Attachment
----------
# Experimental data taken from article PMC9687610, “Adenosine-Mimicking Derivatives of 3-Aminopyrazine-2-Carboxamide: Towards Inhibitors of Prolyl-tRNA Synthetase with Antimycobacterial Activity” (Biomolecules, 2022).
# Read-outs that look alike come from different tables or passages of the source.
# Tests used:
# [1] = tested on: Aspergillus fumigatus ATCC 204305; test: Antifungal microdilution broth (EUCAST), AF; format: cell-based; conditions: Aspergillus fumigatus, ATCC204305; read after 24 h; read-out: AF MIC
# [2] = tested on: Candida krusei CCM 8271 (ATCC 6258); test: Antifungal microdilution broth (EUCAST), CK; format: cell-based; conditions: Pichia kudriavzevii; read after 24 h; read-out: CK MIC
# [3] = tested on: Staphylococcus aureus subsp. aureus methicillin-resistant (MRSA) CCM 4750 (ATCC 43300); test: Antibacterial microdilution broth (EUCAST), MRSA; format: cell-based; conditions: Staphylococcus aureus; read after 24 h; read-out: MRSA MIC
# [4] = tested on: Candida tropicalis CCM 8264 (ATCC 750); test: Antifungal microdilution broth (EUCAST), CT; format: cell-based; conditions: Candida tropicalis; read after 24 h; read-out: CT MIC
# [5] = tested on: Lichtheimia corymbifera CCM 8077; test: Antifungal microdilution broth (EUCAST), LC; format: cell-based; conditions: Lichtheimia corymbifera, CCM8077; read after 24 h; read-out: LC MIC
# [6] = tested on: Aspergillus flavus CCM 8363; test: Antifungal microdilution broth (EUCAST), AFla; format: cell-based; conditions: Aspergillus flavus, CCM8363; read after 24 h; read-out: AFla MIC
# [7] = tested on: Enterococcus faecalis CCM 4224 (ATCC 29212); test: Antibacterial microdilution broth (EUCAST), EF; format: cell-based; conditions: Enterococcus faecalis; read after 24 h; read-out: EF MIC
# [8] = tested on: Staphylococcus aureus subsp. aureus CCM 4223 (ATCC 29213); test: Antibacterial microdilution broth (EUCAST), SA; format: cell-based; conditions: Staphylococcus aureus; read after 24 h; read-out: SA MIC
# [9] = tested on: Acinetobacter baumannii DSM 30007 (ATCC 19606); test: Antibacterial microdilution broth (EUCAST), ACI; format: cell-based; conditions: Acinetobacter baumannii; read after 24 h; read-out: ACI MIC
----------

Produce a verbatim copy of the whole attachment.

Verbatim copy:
# Experimental data taken from article PMC9687610, “Adenosine-Mimicking Derivatives of 3-Aminopyrazine-2-Carboxamide: Towards Inhibitors of Prolyl-tRNA Synthetase with Antimycobacterial Activity” (Biomolecules, 2022).
# Read-outs that look alike come from different tables or passages of the source.
# Tests used:
# [1] = tested on: Aspergillus fumigatus ATCC 204305; test: Antifungal microdilution broth (EUCAST), AF; format: cell-based; conditions: Aspergillus fumigatus, ATCC204305; read after 24 h; read-out: AF MIC
# [2] = tested on: Candida krusei CCM 8271 (ATCC 6258); test: Antifungal microdilution broth (EUCAST), CK; format: cell-based; conditions: Pichia kudriavzevii; read after 24 h; read-out: CK MIC
# [3] = tested on: Staphylococcus aureus subsp. aureus methicillin-resistant (MRSA) CCM 4750 (ATCC 43300); test: Antibacterial microdilution broth (EUCAST), MRSA; format: cell-based; conditions: Staphylococcus aureus; read after 24 h; read-out: MRSA MIC
# [4] = tested on: Candida tropicalis CCM 8264 (ATCC 750); test: Antifungal microdilution broth (EUCAST), CT; format: cell-based; conditions: Candida tropicalis; read after 24 h; read-out: CT MIC
# [5] = tested on: Lichtheimia corymbifera CCM 8077; test: Antifungal microdilution broth (EUCAST), LC; format: cell-based; conditions: Lichtheimia corymbifera, CCM8077; read after 24 h; read-out: LC MIC
# [6] = tested on: Aspergillus flavus CCM 8363; test: Antifungal microdilution broth (EUCAST), AFla; format: cell-based; conditions: Aspergillus flavus, CCM8363; read after 24 h; read-out: AFla MIC
# [7] = tested on: Enterococcus faecalis CCM 4224 (ATCC 29212); test: Antibacterial microdilution broth (EUCAST), EF; format: cell-based; conditions: Enterococcus faecalis; read after 24 h; read-out: EF MIC
# [8] = tested on: Staphylococcus aureus subsp. aureus CCM 4223 (ATCC 29213); test: Antibacterial microdilution broth (EUCAST), SA; format: cell-based; conditions: Staphylococcus aureus; read after 24 h; read-out: SA MIC
# [9] = tested on: Acinetobacter baumannii DSM 30007 (ATCC 19606); test: Antibacterial microdilution broth (EUCAST), ACI; format: cell-based; conditions: Acinetobacter baumannii; read after 24 h; read-out: ACI MIC